He that dashes in pieces has come up before your face: keep the fortress, watch the road, make your flanks strong, fortify your power mightily.
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Cyril of Alexandria
Now, the verse God is jealous and the rest would properly apply also to those not wishing to follow the straight and narrow path of godliness, but rather to be diverted to a fleshly style of life. After all, there is no doubt that he will take vengeance by inflicting punishment and subjecting to penalties the stubborn and guilty, especially if it is true that “all of us must appear before the judgment seat of Christ so that each may receive recompense for what has been done in the body, whether good or evil.” (2 Cor 5.10) The passage is no less relevant, however, also to the leaders of the Jews—I mean the scribes and Pharisees—who rejected faith in Christ and were guilty of destroying themselves and others. Their attitude was hostile, in fact, and they took issue with the Incarnation of the Only-begotten; they “took away the key of knowledge,” as he says himself, not entering themselves or allowing others to enter. (Lk 11.52) If he is also long-suffering, therefore, he still will...
He imparted the fellowship of this Holy Spirit to the apostles, for it is written, “When he had said that, he breathed upon them, and said to them, ‘Receive the Holy Spirit; whose sins you shall forgive, they are forgiven them; and whose sins you shall retain, they are retained.’ ” This was the second breathing (the first had been impaired by willful sins) to fulfill the Scripture: “One who has been delivered from affliction has come up panting into your presence.” He has been delivered from Hades. For it was after his resurrection, according to the gospel, that he breathed on them. He gives the grace at this time, and he will lavish it more abundantly. He says to them, “I am ready to give it to you even now, but the vessel cannot yet hold it. Accept for the time the grace of which you are capable, but look forward to yet more.” “But wait here in the city” of Jerusalem “until you are clothed with power from on high.” Receive it in part now; then you will be clad in its fullness. For he...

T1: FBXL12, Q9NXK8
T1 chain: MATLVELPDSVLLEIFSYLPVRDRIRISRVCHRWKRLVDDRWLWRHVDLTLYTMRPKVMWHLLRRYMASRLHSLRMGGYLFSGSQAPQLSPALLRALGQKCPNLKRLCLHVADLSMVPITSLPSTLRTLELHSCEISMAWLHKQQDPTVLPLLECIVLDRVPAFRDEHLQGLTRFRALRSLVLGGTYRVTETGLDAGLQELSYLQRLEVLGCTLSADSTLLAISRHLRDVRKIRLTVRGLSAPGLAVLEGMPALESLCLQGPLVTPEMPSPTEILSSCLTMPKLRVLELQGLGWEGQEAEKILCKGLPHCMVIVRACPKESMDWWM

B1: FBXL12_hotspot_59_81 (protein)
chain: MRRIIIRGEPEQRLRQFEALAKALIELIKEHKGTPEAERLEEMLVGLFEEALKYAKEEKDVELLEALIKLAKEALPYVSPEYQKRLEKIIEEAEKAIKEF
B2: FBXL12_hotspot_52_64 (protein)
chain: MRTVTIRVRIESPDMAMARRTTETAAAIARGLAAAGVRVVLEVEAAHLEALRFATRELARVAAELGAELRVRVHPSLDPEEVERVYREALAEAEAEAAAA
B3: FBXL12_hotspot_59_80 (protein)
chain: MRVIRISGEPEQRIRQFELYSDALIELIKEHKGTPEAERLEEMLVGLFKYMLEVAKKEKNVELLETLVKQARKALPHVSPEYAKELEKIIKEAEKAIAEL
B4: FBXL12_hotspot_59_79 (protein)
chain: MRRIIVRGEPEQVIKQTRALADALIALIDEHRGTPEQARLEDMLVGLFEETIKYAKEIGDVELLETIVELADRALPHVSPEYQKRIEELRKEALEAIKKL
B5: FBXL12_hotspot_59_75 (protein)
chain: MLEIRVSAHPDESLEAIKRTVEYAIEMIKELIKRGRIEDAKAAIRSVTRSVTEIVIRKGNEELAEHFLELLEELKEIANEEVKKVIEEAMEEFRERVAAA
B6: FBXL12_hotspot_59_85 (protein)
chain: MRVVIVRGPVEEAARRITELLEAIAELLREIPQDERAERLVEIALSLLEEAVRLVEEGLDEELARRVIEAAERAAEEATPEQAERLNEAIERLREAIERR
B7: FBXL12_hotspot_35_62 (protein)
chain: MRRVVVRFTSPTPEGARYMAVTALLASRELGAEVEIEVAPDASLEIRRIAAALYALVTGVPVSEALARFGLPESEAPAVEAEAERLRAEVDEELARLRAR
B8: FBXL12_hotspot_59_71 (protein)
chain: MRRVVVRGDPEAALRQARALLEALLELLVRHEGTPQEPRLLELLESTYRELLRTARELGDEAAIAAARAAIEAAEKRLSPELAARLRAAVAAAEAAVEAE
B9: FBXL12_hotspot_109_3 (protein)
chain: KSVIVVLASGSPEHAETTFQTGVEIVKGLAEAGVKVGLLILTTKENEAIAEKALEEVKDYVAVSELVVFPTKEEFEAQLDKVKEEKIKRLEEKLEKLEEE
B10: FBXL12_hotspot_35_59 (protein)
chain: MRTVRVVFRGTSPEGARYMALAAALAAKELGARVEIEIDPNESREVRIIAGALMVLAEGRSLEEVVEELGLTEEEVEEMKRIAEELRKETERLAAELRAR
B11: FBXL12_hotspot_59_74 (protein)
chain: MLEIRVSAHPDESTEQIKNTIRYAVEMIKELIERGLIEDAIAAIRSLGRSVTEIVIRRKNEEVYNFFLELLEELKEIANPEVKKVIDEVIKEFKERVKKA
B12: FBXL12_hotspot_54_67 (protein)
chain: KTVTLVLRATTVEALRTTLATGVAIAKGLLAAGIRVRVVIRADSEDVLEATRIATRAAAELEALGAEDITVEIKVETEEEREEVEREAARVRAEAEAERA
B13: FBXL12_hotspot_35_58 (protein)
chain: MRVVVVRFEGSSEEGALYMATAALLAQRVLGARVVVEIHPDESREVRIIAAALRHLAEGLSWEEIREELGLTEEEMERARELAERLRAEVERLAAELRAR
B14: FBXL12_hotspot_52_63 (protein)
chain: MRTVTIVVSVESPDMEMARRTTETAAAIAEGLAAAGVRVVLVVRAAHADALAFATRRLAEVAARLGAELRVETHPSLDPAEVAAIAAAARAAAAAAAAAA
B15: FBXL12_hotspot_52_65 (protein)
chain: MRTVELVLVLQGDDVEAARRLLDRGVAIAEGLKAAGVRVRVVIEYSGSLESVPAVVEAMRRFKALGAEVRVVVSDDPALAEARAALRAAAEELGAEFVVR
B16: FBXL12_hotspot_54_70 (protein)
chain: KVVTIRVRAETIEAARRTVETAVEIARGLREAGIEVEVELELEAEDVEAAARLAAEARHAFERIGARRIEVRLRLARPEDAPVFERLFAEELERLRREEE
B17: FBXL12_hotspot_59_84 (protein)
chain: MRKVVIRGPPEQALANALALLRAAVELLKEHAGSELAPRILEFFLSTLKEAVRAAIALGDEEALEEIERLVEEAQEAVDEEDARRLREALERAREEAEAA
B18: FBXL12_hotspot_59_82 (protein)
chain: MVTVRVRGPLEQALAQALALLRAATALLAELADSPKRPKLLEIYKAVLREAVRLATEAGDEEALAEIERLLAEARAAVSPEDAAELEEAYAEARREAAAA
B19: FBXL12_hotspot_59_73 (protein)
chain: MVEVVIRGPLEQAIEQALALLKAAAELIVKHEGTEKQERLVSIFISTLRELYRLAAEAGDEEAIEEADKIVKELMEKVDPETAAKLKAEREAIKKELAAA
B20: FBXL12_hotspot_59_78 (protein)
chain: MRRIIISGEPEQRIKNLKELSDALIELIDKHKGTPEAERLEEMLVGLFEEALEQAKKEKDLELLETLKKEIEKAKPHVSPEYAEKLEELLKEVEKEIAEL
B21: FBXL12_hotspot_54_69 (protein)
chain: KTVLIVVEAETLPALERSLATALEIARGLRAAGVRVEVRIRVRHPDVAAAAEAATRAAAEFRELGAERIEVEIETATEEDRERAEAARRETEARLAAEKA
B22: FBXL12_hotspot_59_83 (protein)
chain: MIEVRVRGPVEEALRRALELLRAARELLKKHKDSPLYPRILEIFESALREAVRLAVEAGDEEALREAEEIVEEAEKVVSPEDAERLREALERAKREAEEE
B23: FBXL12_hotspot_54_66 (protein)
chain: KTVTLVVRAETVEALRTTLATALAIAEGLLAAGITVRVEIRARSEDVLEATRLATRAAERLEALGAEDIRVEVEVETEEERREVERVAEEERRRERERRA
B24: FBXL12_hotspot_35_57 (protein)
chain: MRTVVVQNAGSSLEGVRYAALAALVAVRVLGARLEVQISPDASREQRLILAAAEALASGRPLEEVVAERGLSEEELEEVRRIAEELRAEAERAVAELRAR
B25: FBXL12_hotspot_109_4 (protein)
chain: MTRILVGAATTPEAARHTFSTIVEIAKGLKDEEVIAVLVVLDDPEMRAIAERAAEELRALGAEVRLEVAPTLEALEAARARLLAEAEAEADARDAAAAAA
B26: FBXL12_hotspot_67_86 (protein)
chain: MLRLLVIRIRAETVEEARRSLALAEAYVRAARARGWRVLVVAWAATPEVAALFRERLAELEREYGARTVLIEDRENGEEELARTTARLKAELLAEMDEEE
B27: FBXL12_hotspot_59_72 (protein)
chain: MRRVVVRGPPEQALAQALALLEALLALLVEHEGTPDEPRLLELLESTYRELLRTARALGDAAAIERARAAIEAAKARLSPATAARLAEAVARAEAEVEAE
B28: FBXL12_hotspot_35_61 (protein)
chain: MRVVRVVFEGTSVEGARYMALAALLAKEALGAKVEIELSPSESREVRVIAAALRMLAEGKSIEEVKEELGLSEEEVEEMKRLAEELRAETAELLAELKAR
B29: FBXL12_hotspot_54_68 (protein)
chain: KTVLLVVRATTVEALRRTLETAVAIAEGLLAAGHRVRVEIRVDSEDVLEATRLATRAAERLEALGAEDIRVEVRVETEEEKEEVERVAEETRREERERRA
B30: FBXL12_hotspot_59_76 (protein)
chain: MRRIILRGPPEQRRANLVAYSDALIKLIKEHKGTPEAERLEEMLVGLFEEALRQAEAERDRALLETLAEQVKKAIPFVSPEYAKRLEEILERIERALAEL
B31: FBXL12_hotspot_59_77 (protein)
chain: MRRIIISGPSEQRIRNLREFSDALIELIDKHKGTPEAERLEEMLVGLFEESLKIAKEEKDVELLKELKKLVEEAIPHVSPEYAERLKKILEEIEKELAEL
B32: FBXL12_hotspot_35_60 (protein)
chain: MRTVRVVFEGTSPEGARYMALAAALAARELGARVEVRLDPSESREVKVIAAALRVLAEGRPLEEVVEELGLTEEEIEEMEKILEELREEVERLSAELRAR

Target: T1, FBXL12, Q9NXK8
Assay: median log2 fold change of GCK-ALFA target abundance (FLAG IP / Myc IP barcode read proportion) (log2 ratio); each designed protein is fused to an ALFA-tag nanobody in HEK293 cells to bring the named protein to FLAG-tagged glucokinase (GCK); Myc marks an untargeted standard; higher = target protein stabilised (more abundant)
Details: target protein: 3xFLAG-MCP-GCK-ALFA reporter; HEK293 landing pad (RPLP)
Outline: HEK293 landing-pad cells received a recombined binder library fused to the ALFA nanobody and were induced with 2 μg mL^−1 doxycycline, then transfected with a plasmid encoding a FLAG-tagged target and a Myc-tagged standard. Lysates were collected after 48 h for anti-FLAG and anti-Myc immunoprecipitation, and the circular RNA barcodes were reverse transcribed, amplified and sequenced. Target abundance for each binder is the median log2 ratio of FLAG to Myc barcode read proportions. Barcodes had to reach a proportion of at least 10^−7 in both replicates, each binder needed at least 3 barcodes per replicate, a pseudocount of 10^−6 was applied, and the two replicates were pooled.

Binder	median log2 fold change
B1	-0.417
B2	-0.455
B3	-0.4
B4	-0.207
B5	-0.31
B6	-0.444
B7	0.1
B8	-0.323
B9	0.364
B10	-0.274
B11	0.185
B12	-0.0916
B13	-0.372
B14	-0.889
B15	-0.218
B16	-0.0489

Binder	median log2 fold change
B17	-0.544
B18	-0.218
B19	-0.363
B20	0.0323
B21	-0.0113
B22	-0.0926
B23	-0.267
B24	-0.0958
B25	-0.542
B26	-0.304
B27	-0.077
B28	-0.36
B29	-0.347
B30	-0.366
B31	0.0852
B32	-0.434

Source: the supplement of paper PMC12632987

Face, O Juda. Septuagint, "who blows on thy face, (Genesis ii. 7.) freeing from misery. "Here St. Jerome's Greek copy ends the chapter. (Haydock)
Watch. Behold Nabopolassar is about to attack thy enemies. Some think that Nahum addresses Ninive ironically. (Calmet)
Nabuchodonosor wasted all the environs, and then took the city (Worthington) after his other conquests. (Calmet)
But his father is here denoted. (Haydock)Ver. 2. Pride He hath punished Jacob for his pride; and therefore Ninive must not expect to escape. Or else, rendering the pride of Jacob means rewarding, that is, punishing Ninive for the pride they exercised against Jacob. (Challoner)
After the Assyrians had seized the ten tribes, they became more insolent, and are therefore punished. (Worthington)
The haughty Phul, had invaded the Israelites, and had taken them into captivity. This God will now resent, (Calmet) though he justly chastised his people by them. (Haydock)Ver. 3. Mighty men. He speaks of the Chaldeans and ...